CONSOB (the Italian regulatory authority for the securities market) provided the names of 4,732 members of management and supervisory boards of 243 listed Italian companies from 2007 to 2014. To glean details on the qualifications of these individuals, we hand-collected information from their CVs. These data were then aggregated with the characteristics of relative boards: the number of women (relative to the 20% target set by law, the number of women presidents and CEOs), the percentage of university graduates and their relative fields of study, the number of board members under 55 years of age, the percentage of the company owner’s family members sitting on the board, the number of positions that each board member holds simultaneously. Next, we collected data on business performance from 2011 to 2015, dividing the companies in our study into four sectors: consumer goods, finance, industry and other. 


In analyzing the impact of the law on the makeup of company boards, the first thing we note is a higher percentage of women in top positions, from 11% to 16%. Second, the overall number of college-educated members rose by 2.5% to 4%. This finding is particularly significant considering that the average before the reform was 7.5%. We also saw more people who had attended university abroad, a higher number with post-graduate degrees, and younger board members overall.  


One of the main concerns around introducing mandatory gender quotas was the risk of appointing women who have ties to the company owner’s family, but who lack the necessary qualifications to sit on the board. But the facts don’t bear out these fears.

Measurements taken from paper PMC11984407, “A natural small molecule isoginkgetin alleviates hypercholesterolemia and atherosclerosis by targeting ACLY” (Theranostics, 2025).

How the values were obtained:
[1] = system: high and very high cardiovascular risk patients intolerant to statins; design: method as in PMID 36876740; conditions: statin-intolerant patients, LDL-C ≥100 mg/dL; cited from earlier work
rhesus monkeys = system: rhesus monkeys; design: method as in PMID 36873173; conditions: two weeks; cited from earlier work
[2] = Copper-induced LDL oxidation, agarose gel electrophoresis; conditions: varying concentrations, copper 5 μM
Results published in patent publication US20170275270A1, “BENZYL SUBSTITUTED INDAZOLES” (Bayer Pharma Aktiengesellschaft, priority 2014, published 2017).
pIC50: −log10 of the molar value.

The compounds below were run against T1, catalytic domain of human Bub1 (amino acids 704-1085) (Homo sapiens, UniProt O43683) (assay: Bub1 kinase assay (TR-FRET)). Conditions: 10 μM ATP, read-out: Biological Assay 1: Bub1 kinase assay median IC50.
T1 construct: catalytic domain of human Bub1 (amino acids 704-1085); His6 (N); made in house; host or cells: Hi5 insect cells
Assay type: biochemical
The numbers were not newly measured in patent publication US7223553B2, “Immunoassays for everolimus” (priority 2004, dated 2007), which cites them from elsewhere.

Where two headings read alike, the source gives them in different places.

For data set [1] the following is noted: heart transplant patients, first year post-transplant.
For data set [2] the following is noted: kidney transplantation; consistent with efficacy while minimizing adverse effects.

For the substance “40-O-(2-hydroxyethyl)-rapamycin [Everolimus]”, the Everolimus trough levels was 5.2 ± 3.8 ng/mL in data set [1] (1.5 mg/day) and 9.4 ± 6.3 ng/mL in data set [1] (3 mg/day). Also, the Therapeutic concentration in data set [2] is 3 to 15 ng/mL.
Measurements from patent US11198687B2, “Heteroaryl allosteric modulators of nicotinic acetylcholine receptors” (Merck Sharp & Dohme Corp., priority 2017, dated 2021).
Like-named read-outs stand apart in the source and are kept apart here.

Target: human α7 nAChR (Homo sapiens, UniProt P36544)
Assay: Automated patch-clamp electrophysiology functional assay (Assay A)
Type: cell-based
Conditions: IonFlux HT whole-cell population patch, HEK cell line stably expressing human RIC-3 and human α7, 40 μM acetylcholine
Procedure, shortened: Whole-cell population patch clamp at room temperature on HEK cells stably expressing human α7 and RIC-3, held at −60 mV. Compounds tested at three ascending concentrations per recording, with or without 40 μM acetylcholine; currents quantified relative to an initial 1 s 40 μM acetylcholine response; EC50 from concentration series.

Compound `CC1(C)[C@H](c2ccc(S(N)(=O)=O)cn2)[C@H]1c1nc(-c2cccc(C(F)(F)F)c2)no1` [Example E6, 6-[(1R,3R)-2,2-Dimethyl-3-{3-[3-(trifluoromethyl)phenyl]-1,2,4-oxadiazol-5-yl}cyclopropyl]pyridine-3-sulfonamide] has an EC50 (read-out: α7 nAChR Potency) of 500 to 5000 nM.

Moving on to an analysis of the effects of gender quotas on companies’ economic and financial results, we considered the traditional performance parameters (e.g. the number of employees, assets, production, profits, and so forth) as well as the volatility of stock prices when the law was announced and when new board members were subsequently elected. No significant negative relationship emerges between the percentage of women in top positions and company performance. What we did discover however was that stock price volatility abated and stock market returns improved on the day of board elections with gender quotas in place.  

Conclusions and takeaways

Our study explores various dimensions of the effects of the law on gender quotas for the boards of listed Italian companies. We aimed to answer three fundamental questions: How did the composition and characteristics of the company boards change after the gender quota reform was introduced? What was the impact on company performance? How did the market react when the reform was approved and later enacted? 


What we found was when companies apply gender quotas, they not only have more women on their boards (far above the 20% mark dictated by law), but members are also younger and have a higher level of education. This tells us that quotas may be modifying the general selection process. In addition, companies led by women see no significant short-term effects on performance, in fact, quite the contrary: stock prices show less variability, a critical aspect of performance for listed firms.